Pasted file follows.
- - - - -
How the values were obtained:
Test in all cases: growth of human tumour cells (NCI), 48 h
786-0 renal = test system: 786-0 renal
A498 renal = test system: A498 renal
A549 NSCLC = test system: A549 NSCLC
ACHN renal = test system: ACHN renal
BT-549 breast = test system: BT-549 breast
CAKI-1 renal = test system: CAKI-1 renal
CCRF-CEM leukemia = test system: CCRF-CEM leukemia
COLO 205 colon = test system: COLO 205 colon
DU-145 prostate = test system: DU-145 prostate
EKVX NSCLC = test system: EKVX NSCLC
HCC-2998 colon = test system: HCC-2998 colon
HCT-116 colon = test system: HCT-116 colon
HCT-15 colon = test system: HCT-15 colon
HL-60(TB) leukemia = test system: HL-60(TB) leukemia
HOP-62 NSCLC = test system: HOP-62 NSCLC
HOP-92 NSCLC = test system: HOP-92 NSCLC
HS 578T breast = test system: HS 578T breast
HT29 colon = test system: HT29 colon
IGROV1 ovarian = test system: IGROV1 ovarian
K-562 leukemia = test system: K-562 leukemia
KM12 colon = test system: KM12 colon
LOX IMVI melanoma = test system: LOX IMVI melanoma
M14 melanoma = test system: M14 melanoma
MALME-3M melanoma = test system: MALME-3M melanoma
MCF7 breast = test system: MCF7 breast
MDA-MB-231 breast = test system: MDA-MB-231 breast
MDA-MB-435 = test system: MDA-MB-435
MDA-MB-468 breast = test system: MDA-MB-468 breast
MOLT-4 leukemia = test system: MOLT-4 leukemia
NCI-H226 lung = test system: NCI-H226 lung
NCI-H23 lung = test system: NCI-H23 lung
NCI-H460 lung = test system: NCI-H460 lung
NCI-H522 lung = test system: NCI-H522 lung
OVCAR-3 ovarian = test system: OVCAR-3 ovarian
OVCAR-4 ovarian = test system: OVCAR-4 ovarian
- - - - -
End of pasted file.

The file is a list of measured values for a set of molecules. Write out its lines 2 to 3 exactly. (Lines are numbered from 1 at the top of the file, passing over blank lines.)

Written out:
Test in all cases: growth of human tumour cells (NCI), 48 h
786-0 renal = test system: 786-0 renal